Another option is for brands to consider building out performance-based influencer partnerships, only spending money when you make it. In this time of uncertainty, influencers may be willing to shift their terms, moving from a fixed-fee model to one based around performance, in order to keep their own partnerships intact. 

Scenario 2: Business is booming 

While COVID-19 is taking a toll on some verticals, others are watching their business grow as the result of a drastically changing market landscape. Packaged food and beverage, athletic wear, and home goods are all seeing upticks in online sales. Unfortunately, these brands may also deprioritize marketing spend because their organic growth is so high. This could result in slashing commission rates, as well as pausing partnerships altogether because they feel they don’t need to promote themselves as heavily at this moment.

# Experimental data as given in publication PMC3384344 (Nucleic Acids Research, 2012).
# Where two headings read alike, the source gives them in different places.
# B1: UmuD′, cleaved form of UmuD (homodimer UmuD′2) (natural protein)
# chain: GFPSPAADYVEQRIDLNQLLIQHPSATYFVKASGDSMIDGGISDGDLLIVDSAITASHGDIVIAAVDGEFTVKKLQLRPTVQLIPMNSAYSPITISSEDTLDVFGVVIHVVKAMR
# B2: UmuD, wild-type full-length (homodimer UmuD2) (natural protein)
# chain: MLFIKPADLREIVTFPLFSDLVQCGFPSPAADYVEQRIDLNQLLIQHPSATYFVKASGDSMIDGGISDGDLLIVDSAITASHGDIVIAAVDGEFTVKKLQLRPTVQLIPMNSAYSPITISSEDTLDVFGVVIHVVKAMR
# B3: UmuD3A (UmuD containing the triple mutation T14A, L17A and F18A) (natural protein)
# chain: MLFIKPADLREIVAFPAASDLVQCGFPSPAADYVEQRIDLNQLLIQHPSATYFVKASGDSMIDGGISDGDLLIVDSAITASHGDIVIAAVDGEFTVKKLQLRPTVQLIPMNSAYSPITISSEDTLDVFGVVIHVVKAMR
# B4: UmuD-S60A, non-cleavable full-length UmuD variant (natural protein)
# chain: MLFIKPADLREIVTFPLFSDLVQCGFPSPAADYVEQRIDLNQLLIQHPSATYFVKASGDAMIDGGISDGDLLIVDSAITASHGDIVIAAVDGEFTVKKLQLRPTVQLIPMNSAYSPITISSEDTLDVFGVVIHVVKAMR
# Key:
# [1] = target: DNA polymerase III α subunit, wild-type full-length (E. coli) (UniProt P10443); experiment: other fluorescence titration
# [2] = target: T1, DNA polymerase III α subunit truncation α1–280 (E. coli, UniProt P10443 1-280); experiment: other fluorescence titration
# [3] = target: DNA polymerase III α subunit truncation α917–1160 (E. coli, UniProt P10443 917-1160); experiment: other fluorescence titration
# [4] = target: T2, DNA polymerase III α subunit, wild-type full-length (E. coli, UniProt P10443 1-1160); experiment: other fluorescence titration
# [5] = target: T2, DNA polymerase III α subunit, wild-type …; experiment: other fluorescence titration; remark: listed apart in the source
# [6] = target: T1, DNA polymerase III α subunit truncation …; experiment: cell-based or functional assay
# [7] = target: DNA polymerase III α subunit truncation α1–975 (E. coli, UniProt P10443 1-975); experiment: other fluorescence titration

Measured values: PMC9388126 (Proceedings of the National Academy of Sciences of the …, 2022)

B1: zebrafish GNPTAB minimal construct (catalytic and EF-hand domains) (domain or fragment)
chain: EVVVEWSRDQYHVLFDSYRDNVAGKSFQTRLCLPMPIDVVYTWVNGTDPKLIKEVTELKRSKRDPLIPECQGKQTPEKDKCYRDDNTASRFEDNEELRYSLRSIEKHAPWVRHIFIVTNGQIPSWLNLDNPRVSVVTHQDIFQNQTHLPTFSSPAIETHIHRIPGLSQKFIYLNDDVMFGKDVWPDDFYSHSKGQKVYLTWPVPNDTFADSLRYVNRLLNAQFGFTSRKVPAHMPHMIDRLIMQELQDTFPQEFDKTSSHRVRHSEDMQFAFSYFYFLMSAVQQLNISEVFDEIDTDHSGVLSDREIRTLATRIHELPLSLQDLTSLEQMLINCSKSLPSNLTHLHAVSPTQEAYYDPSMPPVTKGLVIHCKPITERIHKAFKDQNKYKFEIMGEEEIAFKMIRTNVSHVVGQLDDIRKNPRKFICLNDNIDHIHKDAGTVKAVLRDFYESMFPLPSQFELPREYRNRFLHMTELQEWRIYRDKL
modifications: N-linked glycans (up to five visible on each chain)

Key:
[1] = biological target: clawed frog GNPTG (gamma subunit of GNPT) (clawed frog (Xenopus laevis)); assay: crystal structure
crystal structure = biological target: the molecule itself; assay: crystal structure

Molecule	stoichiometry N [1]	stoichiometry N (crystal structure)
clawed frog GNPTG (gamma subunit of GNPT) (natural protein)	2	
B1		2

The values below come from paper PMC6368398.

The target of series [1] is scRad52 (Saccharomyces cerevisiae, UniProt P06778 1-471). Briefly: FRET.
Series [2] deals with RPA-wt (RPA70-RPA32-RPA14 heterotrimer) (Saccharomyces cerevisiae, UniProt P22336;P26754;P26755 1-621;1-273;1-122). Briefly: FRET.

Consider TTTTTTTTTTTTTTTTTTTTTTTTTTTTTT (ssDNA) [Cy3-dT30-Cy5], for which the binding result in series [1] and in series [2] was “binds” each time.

We are already seeing this in the affiliate space, with Amazon cutting commission rates as much as five percent for some product categories. This will hurt publishers that have long relied on the revenue from their partnerships with Amazon (and have certainly helped Amazon sell products along the way). Amazon’s actions violate the principles of a successful partnership relationship — namely the sustained collaboration, term optimization, and trust needed to drive mutual benefit for both parties. Fortunately, partners hurt by Amazon’s actions can turn to other programs. 

Solution: Make decisions that ensure program survival

Amazon’s play for short-term savings is shortsighted, and the strategy would be equally ill-considered for any brand that slashes commissions to its influencer program. Brands should be making all of their decisions around the goal of ensuring their partnership programs survive — and even flourish — during this global moment. 

Influencer partnerships are long-term relationships, so it’s better to operate with smaller budgets rather than cancel these programs outright. After all, these are partnerships with individual people who get hurt when their contracts are zeroed out.